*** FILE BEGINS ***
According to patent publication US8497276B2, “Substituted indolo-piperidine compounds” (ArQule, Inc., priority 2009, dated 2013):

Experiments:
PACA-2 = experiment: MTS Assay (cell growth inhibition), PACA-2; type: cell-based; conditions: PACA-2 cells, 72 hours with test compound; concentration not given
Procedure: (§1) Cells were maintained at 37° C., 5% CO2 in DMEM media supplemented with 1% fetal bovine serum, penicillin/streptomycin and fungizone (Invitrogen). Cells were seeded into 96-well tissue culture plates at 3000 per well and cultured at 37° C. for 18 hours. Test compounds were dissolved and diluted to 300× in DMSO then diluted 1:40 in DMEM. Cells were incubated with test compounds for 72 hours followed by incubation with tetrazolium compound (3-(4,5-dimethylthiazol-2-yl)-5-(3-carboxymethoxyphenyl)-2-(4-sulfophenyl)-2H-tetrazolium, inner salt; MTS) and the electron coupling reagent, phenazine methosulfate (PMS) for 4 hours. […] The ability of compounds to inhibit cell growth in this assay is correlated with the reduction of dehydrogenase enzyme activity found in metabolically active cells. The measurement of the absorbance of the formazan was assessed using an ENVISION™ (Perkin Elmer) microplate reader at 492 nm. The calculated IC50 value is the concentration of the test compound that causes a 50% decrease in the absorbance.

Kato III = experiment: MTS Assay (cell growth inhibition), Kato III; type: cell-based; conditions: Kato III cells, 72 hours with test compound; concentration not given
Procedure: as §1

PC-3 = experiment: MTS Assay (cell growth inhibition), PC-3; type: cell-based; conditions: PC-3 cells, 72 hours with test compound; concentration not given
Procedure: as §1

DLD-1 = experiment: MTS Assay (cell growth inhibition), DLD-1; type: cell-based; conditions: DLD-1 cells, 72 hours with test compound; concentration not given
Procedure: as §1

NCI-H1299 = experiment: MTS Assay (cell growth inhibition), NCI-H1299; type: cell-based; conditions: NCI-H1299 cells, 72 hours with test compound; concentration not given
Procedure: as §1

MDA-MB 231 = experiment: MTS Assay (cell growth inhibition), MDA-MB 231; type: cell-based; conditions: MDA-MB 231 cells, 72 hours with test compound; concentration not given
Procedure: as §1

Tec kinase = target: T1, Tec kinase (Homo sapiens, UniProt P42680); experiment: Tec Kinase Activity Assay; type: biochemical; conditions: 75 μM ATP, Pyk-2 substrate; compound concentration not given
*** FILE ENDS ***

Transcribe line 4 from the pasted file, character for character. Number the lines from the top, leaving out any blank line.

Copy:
Procedure: (§1) Cells were maintained at 37° C., 5% CO2 in DMEM media supplemented with 1% fetal bovine serum, penicillin/streptomycin and fungizone (Invitrogen). Cells were seeded into 96-well tissue culture plates at 3000 per well and cultured at 37° C. for 18 hours. Test compounds were dissolved and diluted to 300× in DMSO then diluted 1:40 in DMEM. Cells were incubated with test compounds for 72 hours followed by incubation with tetrazolium compound (3-(4,5-dimethylthiazol-2-yl)-5-(3-carboxymethoxyphenyl)-2-(4-sulfophenyl)-2H-tetrazolium, inner salt; MTS) and the electron coupling reagent, phenazine methosulfate (PMS) for 4 hours. […] The ability of compounds to inhibit cell growth in this assay is correlated with the reduction of dehydrogenase enzyme activity found in metabolically active cells. The measurement of the absorbance of the formazan was assessed using an ENVISION™ (Perkin Elmer) microplate reader at 492 nm. The calculated IC50 value is the concentration of the test compound that causes a 50% decrease in the absorbance.